According to Bazarian, progesterone is known to have a calming effect on the brain and on mood. Knowing this, his team came up with the “withdrawal hypothesis”: If a woman suffers a concussion in the premenstrual phase when progesterone levels are naturally high, an abrupt drop in progesterone after injury produces a kind of withdrawal which either contributes to or worsens post concussive symptoms like headache, nausea, dizziness and trouble concentrating. This may be why women recover differently than men, who have low pre-injury levels of the hormone.     

Hoeger and Bazarian tested their theory by recruiting144 women ages 18 to 60 who arrived within four hours of a head hit at five emergency departments in upstate New York and one in Pennsylvania. Participants gave blood within six hours of injury and progesterone level determined the menstrual cycle phase at the time of injury. Based on the results, participants fell into three groups: 37 in the premenstrual/high progesterone group; 72 in the low progesterone group (progesterone is low in the two weeks directly after a period); and 35 in the birth control group based on self-reported use.

One month later, women in the premenstrual/high progesterone group were twice as likely to score in a worse percentile on standardized tests that measure concussion recovery and quality of life – as defined by mobility, self-care, usual activity, pain and emotional health – compared to women in the low progesterone group. Women in the premenstrual/high progesterone group also scored the lowest (average 65) on a health rating scale that went from 0, being the worst health imaginable, to 100, being the best. Women in the birth control group had the highest scores (average 77).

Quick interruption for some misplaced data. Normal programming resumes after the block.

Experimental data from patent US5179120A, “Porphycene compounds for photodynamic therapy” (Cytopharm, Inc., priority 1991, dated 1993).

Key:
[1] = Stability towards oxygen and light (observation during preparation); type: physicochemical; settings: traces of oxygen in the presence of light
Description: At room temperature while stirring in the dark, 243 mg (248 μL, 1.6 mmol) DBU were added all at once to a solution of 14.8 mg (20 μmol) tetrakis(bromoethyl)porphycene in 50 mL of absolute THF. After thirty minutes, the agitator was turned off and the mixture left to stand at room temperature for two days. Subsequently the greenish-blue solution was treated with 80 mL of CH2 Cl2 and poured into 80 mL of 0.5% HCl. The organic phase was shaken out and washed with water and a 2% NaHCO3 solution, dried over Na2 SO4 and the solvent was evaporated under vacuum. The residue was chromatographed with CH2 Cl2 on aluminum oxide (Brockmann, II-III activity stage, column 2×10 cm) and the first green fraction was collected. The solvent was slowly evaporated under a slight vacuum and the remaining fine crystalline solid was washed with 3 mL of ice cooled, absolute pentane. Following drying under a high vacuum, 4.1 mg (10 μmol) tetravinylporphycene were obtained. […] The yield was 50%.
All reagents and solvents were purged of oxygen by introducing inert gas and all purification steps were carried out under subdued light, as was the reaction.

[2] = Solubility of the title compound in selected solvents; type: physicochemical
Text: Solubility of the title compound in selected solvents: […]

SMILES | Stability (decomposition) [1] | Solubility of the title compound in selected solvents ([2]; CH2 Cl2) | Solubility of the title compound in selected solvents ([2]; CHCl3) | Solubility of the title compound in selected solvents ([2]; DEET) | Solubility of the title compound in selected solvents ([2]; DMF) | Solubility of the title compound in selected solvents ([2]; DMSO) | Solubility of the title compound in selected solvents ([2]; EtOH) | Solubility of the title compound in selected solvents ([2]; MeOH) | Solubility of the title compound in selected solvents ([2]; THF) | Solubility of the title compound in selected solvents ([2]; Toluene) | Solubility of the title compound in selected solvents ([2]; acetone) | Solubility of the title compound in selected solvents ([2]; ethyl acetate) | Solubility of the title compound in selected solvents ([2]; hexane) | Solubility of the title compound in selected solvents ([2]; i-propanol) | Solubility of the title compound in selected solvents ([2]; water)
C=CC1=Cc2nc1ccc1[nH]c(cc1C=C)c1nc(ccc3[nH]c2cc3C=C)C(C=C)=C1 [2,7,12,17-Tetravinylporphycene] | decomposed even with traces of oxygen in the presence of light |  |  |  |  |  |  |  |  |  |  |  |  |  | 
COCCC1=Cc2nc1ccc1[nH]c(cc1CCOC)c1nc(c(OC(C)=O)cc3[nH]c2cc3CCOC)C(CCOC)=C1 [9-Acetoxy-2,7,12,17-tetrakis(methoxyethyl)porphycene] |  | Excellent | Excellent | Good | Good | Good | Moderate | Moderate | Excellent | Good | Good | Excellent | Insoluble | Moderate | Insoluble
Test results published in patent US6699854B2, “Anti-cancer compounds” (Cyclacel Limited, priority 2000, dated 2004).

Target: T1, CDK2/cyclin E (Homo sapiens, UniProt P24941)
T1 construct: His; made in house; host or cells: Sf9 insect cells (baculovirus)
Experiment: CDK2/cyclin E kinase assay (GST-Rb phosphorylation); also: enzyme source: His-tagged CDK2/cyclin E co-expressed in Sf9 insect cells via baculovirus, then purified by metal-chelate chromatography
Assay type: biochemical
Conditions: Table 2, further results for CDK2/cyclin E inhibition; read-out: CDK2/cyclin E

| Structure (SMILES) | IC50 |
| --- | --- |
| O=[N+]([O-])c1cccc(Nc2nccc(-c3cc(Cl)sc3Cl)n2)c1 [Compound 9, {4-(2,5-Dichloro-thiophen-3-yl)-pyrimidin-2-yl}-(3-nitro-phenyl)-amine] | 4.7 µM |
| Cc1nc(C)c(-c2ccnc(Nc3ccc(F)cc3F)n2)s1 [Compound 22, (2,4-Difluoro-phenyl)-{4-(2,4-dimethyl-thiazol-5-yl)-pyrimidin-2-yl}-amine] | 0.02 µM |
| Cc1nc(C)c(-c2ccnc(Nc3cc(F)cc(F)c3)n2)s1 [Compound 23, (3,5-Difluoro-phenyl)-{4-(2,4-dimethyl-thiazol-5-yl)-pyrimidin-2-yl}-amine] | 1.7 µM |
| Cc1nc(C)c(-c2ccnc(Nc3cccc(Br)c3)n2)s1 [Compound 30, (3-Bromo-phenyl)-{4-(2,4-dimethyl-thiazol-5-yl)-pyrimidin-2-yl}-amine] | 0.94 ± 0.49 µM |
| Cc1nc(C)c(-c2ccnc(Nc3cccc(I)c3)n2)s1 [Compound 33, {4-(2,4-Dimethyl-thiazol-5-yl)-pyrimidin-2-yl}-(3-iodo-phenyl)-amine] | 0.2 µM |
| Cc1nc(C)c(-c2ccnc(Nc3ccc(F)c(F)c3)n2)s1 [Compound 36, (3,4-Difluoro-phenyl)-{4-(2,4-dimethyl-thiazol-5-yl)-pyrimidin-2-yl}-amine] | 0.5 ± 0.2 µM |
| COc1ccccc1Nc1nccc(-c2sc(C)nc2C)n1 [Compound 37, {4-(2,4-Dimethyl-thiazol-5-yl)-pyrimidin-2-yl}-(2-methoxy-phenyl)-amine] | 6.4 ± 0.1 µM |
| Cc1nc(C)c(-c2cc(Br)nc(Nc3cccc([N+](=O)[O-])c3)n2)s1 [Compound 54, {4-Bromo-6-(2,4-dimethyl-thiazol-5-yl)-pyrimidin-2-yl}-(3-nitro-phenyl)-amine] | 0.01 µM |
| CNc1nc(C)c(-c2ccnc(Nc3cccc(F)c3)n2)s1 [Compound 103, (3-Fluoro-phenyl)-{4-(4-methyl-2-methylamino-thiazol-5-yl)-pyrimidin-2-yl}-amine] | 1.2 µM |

“If you get hit when progesterone is high and you experience a steep drop in the hormone, this is what makes you feel lousy and causes symptoms to linger,” said Bazarian. “But, if you are injured when progesterone is already low, a hit to the head can’t lower it any further, so there is less change in the way you feel.”

The team suspected that women taking birth control pills, which contain synthetic hormones that mimic the action of progesterone, would have similar outcomes to women injured in the low progesterone phase of their cycle. As expected, there was no clear difference between these groups, as women taking birth control pills have a constant stream of sex hormones and don’t experience a drop following a head hit, so long as they continue to take the pill.    

“Women who are very athletic get several benefits from the pill; it protects their bones and keeps their periods predictable,” noted Hoeger. “If larger studies confirm our data, this could be one more way in which the pill is helpful in athletic women, especially women who participate in sports like soccer that present lots of opportunities for head injuries.”

In addition to determining menstrual cycle phase at the time of injury, Bazarian plans to scrutinize a woman’s cycles after injury to make sure they are not disrupted. If they are, the woman should make an appointment with her gynecologist to discuss the change.

(via kenobi-wan-obi)

petribitch:

Black Women at M.I.T. (1994)

(via kenobi-wan-obi)